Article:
Greenpeace today has released a new version of its Guide to Greener Electronics. This breakdown offers a look at how several tech companies, such as Apple, Amazon, and Google, are handling their environmental and renewable habits. The organization gives Apple an overall grade of B-…
Mores specifically, Greenpeace gives Apple an A- in its energy efforts, a B in chemicals, and a C in resources. The organization praises Apple for its supply chain work and push towards renewable energy:
Less than half of the companies here have adopted renewable energy targets for their own operations, and Apple is the only company to have set a renewable energy goal for its supply chain.
Apple has now succeeded in getting 14 suppliers to make near-term commitments to become 100% renewably powered for the Apple-related portion of the supplier’s energy demand.
Companies can start with setting a goal to reduce supply chain emissions like HP, or actively partner with suppliers to procure renewable energy like Apple.
Further building on supply chain praise, Greenpeace points to Apple’s promise of closing the supply chain as an example of progress being made in using secondary materials:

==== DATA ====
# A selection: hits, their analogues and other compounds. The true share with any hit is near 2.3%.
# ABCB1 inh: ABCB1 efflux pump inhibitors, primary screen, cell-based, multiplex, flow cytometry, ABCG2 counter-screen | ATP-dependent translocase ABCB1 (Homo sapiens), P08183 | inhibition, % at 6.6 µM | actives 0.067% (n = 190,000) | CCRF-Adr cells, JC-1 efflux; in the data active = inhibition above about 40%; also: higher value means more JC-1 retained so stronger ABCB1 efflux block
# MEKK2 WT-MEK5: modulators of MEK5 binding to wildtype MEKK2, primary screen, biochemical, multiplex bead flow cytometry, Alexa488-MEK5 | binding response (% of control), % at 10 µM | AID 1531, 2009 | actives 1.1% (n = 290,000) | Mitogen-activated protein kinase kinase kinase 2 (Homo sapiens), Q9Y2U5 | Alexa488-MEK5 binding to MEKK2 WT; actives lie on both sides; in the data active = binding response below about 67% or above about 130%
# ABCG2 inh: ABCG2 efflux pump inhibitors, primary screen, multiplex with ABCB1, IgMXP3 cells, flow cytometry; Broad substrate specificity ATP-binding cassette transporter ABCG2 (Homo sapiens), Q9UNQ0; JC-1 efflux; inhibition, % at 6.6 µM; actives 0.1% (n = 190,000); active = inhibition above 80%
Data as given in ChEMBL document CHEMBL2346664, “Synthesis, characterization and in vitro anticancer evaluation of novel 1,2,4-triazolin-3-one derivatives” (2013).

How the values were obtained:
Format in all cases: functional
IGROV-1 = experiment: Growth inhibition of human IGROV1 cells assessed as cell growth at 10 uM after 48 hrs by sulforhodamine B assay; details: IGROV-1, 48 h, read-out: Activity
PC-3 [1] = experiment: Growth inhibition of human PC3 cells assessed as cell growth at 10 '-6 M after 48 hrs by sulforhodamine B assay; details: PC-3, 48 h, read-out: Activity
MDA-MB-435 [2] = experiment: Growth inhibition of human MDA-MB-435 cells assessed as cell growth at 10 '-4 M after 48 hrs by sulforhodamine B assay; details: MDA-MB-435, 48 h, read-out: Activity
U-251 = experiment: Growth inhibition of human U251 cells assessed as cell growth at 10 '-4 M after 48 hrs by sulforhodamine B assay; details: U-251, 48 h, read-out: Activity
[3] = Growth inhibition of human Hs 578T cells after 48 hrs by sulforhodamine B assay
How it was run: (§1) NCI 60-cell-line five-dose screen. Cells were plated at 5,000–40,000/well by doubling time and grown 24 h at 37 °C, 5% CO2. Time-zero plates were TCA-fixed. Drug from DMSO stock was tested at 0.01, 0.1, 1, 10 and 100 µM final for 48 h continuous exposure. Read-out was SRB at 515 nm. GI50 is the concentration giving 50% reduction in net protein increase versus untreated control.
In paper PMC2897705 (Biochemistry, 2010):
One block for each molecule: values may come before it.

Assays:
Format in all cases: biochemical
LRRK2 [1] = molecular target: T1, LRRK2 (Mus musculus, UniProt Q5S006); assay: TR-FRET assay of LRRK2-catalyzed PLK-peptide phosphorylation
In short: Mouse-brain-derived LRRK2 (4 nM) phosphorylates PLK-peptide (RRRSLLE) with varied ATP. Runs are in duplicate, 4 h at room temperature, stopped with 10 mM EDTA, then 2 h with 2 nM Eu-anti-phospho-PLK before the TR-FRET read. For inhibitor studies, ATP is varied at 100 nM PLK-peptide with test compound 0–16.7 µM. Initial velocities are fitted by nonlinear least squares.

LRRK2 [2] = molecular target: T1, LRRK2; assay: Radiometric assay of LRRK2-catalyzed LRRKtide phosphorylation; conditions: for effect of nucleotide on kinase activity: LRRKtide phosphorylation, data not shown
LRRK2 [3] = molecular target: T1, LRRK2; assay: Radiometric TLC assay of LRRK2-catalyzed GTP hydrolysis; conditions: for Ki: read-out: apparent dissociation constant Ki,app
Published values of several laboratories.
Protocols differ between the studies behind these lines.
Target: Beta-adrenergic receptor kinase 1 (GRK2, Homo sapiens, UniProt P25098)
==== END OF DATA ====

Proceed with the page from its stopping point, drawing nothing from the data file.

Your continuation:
Few IT companies have incorporated recycled plastics in their products for several years, very little progress has been made in sourcing other secondary materials into new products. Apple recently committed to “closing the loop” for its materials, starting with tin and aluminum.
Greenpeace does, however, note that Apple is not doing much when it comes to repairability and renewable product design, noting of “planned obsolescence as a design feature.” The company writes, “Apple, Microsoft, and Samsung are among the companies moving in the wrong direction on sustainable product design.”
Apple continues to design products with proprietary parts to limit access and actively lobbies against right to repair legislation in New York and Nebraska.
It is reported that Apple and Sony have blocked attempts to strengthen environmental electronics standards that would encourage device designs that are easier to repair, upgrade, and disassemble for recycling.
It shouldn’t come as too big of a surprise that Greenpeace uses the resources category to drag Apple’s overall grade down. The organization has previously called out Apple for its poor repairability ratings and that doesn’t appear to be changing any time soon.
Apple has long been a leader in protecting the environment, with the company operating under the goal of leaving the earth better than they found it. That’s certainly highlighted by the Greenpeace report. View the full breakdown here.